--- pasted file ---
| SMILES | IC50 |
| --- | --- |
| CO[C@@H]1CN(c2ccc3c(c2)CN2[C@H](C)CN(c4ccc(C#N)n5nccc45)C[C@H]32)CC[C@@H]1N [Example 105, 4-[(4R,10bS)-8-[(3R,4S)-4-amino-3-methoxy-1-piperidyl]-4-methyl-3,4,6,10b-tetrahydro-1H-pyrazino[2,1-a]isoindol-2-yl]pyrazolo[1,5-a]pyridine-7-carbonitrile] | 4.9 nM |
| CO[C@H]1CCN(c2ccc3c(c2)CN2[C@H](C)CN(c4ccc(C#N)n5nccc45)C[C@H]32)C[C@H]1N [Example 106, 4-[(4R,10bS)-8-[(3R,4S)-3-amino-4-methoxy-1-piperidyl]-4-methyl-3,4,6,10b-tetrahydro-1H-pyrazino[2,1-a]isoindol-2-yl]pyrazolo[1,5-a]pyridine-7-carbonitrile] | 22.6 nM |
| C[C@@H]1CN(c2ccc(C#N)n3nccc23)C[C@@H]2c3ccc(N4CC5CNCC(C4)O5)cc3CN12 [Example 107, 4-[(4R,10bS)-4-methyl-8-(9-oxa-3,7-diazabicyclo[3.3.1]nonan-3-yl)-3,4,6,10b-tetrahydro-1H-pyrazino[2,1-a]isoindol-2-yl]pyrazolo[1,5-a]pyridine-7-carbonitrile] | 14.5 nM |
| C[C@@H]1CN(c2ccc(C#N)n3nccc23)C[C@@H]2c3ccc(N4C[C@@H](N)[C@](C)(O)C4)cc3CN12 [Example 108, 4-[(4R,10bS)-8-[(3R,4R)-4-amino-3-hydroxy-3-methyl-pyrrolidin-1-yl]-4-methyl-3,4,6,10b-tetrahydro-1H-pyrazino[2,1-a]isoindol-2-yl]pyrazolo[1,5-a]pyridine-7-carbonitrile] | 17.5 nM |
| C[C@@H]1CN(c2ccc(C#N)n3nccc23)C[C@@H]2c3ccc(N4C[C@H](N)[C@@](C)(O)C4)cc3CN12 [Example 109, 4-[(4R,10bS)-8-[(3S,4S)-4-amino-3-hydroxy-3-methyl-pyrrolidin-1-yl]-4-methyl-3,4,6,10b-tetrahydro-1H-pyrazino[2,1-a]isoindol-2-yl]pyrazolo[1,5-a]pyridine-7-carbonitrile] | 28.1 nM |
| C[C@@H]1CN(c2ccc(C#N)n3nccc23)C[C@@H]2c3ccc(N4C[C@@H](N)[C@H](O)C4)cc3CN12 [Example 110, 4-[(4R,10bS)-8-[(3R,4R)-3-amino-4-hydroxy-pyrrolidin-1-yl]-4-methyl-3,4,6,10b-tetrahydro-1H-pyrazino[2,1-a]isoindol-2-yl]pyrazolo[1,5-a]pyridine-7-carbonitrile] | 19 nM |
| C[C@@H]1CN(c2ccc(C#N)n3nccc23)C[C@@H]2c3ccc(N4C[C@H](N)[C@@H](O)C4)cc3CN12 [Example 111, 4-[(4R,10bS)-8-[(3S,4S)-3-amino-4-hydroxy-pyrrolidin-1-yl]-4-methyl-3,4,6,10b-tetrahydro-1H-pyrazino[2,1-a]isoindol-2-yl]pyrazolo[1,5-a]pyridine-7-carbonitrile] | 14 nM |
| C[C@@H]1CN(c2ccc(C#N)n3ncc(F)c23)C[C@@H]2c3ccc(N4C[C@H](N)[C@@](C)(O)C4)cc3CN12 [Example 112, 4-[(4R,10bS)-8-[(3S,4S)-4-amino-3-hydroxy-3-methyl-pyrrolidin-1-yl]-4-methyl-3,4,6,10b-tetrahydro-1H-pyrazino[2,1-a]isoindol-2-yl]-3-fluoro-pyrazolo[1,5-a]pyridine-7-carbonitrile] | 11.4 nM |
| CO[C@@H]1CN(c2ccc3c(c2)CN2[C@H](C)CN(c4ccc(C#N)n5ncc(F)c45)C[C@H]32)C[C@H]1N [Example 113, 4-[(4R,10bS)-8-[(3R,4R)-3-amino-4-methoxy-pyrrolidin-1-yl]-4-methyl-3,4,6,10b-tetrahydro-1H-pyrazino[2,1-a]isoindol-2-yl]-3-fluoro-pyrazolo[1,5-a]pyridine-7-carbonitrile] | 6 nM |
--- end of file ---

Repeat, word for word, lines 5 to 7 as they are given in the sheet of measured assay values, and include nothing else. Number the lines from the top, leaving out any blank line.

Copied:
| C[C@@H]1CN(c2ccc(C#N)n3nccc23)C[C@@H]2c3ccc(N4CC5CNCC(C4)O5)cc3CN12 [Example 107, 4-[(4R,10bS)-4-methyl-8-(9-oxa-3,7-diazabicyclo[3.3.1]nonan-3-yl)-3,4,6,10b-tetrahydro-1H-pyrazino[2,1-a]isoindol-2-yl]pyrazolo[1,5-a]pyridine-7-carbonitrile] | 14.5 nM |
| C[C@@H]1CN(c2ccc(C#N)n3nccc23)C[C@@H]2c3ccc(N4C[C@@H](N)[C@](C)(O)C4)cc3CN12 [Example 108, 4-[(4R,10bS)-8-[(3R,4R)-4-amino-3-hydroxy-3-methyl-pyrrolidin-1-yl]-4-methyl-3,4,6,10b-tetrahydro-1H-pyrazino[2,1-a]isoindol-2-yl]pyrazolo[1,5-a]pyridine-7-carbonitrile] | 17.5 nM |
| C[C@@H]1CN(c2ccc(C#N)n3nccc23)C[C@@H]2c3ccc(N4C[C@H](N)[C@@](C)(O)C4)cc3CN12 [Example 109, 4-[(4R,10bS)-8-[(3S,4S)-4-amino-3-hydroxy-3-methyl-pyrrolidin-1-yl]-4-methyl-3,4,6,10b-tetrahydro-1H-pyrazino[2,1-a]isoindol-2-yl]pyrazolo[1,5-a]pyridine-7-carbonitrile] | 28.1 nM |